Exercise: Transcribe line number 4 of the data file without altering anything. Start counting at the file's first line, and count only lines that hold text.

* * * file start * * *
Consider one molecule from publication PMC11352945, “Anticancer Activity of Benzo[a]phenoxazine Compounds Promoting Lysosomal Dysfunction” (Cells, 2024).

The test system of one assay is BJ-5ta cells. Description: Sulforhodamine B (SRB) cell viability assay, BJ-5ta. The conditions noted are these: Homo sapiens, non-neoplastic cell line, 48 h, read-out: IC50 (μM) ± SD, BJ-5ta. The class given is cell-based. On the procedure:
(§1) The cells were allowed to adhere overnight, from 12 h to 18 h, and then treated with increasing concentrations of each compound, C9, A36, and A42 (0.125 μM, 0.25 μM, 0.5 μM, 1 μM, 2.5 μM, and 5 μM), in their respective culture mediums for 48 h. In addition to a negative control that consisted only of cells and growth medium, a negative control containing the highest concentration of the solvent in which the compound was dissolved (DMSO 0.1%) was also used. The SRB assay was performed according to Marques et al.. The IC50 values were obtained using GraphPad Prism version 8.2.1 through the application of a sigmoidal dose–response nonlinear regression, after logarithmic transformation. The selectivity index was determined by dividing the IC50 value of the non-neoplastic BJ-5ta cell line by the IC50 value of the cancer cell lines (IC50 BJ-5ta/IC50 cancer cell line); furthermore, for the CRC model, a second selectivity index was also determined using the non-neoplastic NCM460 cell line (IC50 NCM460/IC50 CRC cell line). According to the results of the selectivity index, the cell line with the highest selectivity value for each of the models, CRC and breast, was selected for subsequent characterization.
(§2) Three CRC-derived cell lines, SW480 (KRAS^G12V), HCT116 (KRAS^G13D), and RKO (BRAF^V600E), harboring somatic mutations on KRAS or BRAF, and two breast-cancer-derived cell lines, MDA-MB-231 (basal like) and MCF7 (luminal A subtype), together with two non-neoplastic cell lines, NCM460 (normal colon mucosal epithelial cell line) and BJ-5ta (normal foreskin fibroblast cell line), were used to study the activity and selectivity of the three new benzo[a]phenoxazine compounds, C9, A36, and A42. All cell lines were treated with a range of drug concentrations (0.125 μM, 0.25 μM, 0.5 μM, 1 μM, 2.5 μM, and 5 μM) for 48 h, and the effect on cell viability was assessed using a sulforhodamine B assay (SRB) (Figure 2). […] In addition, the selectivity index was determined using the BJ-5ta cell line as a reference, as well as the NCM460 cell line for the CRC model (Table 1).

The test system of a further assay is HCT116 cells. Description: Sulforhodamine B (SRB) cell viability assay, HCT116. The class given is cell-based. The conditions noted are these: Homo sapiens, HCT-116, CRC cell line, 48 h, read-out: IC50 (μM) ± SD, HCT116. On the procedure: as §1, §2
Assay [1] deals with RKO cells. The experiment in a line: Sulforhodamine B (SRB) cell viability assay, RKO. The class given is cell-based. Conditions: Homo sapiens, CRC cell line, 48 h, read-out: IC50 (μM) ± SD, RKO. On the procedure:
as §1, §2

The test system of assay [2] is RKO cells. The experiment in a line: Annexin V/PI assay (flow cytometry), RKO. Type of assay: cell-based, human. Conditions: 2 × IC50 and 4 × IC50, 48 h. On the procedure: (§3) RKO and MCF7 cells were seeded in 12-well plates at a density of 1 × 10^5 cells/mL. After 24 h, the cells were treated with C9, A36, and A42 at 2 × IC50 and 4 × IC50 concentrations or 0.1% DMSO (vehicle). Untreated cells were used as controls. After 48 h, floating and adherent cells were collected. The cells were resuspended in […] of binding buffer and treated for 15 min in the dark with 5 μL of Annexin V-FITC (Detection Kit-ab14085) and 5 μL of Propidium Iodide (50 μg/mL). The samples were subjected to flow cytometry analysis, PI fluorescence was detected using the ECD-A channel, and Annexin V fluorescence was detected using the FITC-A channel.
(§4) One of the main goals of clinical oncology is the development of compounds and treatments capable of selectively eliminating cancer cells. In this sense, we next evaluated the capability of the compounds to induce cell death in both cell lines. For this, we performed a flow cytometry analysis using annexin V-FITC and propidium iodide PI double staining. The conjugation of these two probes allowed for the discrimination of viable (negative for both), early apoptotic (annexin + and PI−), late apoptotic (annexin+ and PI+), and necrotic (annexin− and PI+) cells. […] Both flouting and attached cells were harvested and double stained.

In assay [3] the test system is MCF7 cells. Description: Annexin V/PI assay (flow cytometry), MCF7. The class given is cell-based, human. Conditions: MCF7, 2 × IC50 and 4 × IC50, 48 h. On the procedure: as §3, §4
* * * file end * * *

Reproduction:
(§2) Three CRC-derived cell lines, SW480 (KRAS^G12V), HCT116 (KRAS^G13D), and RKO (BRAF^V600E), harboring somatic mutations on KRAS or BRAF, and two breast-cancer-derived cell lines, MDA-MB-231 (basal like) and MCF7 (luminal A subtype), together with two non-neoplastic cell lines, NCM460 (normal colon mucosal epithelial cell line) and BJ-5ta (normal foreskin fibroblast cell line), were used to study the activity and selectivity of the three new benzo[a]phenoxazine compounds, C9, A36, and A42. All cell lines were treated with a range of drug concentrations (0.125 μM, 0.25 μM, 0.5 μM, 1 μM, 2.5 μM, and 5 μM) for 48 h, and the effect on cell viability was assessed using a sulforhodamine B assay (SRB) (Figure 2). […] In addition, the selectivity index was determined using the BJ-5ta cell line as a reference, as well as the NCM460 cell line for the CRC model (Table 1).